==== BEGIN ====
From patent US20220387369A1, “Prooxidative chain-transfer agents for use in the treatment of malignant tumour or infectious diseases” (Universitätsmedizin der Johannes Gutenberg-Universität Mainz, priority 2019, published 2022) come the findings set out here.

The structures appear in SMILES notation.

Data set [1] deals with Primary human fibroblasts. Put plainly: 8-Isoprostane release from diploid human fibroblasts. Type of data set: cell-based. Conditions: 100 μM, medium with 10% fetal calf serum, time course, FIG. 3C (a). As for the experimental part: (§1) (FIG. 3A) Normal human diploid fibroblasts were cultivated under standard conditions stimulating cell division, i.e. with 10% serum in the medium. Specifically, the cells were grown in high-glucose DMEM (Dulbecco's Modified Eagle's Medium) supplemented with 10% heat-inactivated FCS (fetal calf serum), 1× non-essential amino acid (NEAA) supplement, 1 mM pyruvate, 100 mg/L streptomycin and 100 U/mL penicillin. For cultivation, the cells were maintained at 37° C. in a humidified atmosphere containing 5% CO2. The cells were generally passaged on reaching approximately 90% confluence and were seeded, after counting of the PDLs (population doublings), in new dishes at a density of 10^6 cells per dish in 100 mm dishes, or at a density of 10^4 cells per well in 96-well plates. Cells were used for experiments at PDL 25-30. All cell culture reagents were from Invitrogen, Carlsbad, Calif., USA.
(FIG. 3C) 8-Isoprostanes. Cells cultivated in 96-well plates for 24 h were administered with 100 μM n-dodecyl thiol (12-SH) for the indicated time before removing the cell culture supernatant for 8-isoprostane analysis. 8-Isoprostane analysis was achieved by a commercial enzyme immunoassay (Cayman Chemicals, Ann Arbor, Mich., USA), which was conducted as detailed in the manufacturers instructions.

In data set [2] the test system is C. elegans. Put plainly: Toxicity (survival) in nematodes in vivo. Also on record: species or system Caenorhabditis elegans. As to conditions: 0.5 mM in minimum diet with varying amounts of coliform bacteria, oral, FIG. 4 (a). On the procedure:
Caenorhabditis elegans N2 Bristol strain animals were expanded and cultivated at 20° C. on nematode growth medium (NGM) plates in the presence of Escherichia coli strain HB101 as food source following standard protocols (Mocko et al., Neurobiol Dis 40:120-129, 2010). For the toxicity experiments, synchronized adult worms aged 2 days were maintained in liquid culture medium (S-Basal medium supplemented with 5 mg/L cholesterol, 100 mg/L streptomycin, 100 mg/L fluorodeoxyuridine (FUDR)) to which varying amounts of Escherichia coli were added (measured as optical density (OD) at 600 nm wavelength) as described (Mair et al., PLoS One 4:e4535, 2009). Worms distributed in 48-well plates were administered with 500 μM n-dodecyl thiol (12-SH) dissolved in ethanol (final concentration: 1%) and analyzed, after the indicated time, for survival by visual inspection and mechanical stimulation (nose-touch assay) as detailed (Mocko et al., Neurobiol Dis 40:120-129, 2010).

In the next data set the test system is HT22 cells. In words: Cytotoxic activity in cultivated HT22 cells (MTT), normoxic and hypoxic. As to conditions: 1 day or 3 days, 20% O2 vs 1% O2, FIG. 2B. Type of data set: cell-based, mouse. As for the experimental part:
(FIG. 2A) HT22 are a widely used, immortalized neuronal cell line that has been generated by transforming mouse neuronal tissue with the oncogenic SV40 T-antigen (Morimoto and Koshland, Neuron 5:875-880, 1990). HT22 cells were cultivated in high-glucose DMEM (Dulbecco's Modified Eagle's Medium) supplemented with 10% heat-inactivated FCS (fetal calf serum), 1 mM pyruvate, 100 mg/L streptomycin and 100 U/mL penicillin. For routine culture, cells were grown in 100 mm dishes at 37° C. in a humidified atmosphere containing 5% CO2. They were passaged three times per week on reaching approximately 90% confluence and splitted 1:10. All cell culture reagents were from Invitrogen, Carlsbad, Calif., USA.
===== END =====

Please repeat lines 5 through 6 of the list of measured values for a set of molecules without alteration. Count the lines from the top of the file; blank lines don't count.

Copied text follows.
In data set [2] the test system is C. elegans. Put plainly: Toxicity (survival) in nematodes in vivo. Also on record: species or system Caenorhabditis elegans. As to conditions: 0.5 mM in minimum diet with varying amounts of coliform bacteria, oral, FIG. 4 (a). On the procedure:
Caenorhabditis elegans N2 Bristol strain animals were expanded and cultivated at 20° C. on nematode growth medium (NGM) plates in the presence of Escherichia coli strain HB101 as food source following standard protocols (Mocko et al., Neurobiol Dis 40:120-129, 2010). For the toxicity experiments, synchronized adult worms aged 2 days were maintained in liquid culture medium (S-Basal medium supplemented with 5 mg/L cholesterol, 100 mg/L streptomycin, 100 mg/L fluorodeoxyuridine (FUDR)) to which varying amounts of Escherichia coli were added (measured as optical density (OD) at 600 nm wavelength) as described (Mair et al., PLoS One 4:e4535, 2009). Worms distributed in 48-well plates were administered with 500 μM n-dodecyl thiol (12-SH) dissolved in ethanol (final concentration: 1%) and analyzed, after the indicated time, for survival by visual inspection and mechanical stimulation (nose-touch assay) as detailed (Mocko et al., Neurobiol Dis 40:120-129, 2010).